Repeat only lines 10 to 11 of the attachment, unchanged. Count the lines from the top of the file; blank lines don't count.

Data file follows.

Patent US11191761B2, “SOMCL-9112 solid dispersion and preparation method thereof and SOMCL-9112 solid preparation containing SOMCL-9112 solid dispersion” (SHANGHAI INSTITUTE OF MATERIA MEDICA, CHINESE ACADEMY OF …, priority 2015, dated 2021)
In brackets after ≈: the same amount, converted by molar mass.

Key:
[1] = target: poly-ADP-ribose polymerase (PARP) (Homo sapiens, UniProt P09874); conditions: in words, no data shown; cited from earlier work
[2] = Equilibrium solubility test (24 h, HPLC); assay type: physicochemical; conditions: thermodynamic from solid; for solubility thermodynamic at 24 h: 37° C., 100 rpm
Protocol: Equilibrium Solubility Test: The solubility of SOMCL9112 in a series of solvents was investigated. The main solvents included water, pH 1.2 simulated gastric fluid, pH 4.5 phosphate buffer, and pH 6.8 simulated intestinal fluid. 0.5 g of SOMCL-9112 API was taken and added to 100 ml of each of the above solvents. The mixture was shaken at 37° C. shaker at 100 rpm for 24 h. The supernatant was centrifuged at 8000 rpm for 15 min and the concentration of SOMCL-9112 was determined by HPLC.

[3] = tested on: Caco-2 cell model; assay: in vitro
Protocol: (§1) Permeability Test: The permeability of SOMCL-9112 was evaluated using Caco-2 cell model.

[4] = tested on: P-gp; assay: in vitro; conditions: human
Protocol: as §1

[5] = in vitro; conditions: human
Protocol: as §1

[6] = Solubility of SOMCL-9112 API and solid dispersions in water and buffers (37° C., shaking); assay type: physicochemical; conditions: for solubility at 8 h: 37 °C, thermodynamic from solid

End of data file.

Protocol: as §1

[5] = in vitro; conditions: human